For some bobsled hopefuls, the Olympics may be a click away

FILE - In this Feb. 25, 2018, file photo, driver Justin Olsen and Christopher Fogt, Carlo Valdes and Nathan Weber, of the United States, start their third heat during the four-man bobsled final at the Winter Olympics in Pyeongchang, South Korea. USA Bobsled and Skeleton couldn't hit the road recruiting this summer because of the coronavirus pandemic. So, they made Olympic hopefuls come to them and do so online. USABS took its recruiting process digital this year and team officials say it has led to significant upticks in interest. (AP Photo/Wong Maye-E, File) (Copyright 2018 The Associated Press. All rights reserved)

USA Bobsled and Skeleton typically has staff spending part of the spring and summer months on the road recruiting, looking for new talent and luring them with the potential of representing their country in the Olympics.

This year, amid a pandemic, none of that could take place.

So USABS made the entire process digital — and so far, it’s working.

Following the same sort of thinking that works for high school athletes trying to get noticed by colleges, USABS has invited potential sliders to upload resumes and videos that show what they can do and who they are. The results have been overwhelming, both in terms of the numbers and the quality of athleticism from many who are interested.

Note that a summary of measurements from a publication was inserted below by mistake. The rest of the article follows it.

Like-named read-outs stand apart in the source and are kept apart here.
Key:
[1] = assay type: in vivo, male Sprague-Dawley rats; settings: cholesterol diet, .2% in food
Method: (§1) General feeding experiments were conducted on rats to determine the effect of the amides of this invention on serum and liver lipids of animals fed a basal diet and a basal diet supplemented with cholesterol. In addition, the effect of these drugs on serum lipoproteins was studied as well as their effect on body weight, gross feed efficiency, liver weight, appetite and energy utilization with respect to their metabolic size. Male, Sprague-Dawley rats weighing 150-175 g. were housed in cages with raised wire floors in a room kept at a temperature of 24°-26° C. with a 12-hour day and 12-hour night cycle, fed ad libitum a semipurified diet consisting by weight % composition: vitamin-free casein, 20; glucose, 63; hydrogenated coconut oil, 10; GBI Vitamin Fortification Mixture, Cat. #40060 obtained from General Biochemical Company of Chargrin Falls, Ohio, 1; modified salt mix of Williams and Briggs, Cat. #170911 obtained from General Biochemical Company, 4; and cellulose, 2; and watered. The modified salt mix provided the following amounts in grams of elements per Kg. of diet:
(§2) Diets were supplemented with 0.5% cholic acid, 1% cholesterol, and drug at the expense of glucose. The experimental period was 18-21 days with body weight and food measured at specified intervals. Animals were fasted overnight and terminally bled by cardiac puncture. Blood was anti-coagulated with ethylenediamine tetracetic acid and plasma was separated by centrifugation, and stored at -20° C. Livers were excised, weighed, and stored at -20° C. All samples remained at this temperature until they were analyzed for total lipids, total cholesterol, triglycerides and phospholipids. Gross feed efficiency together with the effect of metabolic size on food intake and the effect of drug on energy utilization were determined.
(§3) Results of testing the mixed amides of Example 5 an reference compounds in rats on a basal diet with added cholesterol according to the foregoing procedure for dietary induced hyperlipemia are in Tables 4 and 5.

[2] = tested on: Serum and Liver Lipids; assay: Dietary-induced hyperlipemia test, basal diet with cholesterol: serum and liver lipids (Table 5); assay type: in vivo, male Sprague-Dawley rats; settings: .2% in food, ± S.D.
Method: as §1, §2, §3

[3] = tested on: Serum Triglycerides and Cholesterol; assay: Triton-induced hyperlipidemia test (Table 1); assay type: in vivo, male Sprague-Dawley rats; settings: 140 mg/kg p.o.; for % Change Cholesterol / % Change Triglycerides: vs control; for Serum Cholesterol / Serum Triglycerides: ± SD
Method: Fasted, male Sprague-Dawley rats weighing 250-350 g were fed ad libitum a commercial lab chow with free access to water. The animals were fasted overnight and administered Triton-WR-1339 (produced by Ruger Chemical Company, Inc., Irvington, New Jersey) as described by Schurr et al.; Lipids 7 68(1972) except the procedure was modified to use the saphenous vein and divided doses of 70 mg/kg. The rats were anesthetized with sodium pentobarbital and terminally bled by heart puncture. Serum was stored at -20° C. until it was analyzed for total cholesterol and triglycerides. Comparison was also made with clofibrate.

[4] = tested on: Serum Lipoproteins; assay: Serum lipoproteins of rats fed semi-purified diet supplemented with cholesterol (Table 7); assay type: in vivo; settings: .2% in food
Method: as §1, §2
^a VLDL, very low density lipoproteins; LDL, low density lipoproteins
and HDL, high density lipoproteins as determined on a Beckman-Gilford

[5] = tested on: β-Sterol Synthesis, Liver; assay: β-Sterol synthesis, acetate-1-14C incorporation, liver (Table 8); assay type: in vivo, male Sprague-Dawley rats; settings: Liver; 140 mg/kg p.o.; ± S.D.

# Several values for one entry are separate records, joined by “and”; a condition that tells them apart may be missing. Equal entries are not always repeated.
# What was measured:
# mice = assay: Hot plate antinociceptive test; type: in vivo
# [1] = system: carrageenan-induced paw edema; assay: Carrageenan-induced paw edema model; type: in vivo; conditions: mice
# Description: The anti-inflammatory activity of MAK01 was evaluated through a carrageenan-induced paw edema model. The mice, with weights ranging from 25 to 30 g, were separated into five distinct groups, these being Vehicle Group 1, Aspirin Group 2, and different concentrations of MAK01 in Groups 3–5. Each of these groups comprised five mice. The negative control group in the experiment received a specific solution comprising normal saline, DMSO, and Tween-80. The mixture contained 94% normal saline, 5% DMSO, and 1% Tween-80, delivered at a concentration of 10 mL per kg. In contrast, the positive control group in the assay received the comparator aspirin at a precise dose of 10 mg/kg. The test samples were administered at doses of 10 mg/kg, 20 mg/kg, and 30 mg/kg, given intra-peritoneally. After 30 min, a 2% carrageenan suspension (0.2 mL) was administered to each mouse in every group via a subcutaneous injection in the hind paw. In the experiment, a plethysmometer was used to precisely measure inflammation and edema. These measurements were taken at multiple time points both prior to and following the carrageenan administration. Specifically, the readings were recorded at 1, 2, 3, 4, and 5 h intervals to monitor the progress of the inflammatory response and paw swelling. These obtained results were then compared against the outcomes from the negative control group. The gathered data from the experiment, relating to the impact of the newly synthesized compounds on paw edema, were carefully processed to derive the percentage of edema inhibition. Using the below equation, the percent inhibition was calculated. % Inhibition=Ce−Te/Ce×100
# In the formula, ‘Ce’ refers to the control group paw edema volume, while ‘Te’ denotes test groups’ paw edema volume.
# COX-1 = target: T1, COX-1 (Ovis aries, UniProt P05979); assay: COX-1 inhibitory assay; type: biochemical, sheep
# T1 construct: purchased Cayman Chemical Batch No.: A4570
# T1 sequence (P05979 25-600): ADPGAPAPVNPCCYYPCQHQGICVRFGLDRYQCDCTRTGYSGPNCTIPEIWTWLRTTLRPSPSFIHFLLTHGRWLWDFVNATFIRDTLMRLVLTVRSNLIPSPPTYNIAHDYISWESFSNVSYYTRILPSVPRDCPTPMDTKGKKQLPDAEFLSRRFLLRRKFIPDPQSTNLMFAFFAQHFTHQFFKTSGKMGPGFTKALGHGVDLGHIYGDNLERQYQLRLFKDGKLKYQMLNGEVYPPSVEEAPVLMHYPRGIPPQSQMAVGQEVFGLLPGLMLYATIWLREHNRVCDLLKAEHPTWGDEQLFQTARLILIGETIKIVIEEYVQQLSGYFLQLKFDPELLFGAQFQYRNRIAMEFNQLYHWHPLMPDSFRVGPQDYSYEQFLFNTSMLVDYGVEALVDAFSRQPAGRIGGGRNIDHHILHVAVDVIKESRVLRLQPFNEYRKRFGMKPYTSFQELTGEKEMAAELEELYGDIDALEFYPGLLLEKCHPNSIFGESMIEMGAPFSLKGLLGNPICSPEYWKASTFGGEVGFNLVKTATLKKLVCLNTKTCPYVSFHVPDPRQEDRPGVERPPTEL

“I would say in this short amount of time — and we’re just talking really like from May to now — I think this has been the greatest response rate of any recruiting thing that we’ve ever done,” said USABS assistant coach Mike Dionne, who handles much of the federation’s recruiting efforts. “I was shocked at the amount of responses that we were getting.”

Someone submitted video of herself pushing a car for 30 yards in a parking lot. Another sent his rugby highlights. One woman inserted a clip of her missing what would have been a game-winning goal in a state high school soccer championship game and how she grew from that experience.

USABS already has gotten dozens of serious candidates involved, through Zoom video conferences with coaches and established athletes and past bobsled and skeleton Olympians. Team officials expect many more names to get into the mix before the Sept. 30 submission deadline for consideration this season.

The idea of taking the process online, USABS CEO Aron McGuire said, was probably overdue and is likely here to stay. Athletes submit themselves running a 40-yard dash, completing a broad jump, plus fill out a questionnaire. Just like that, they officially become Olympic hopefuls.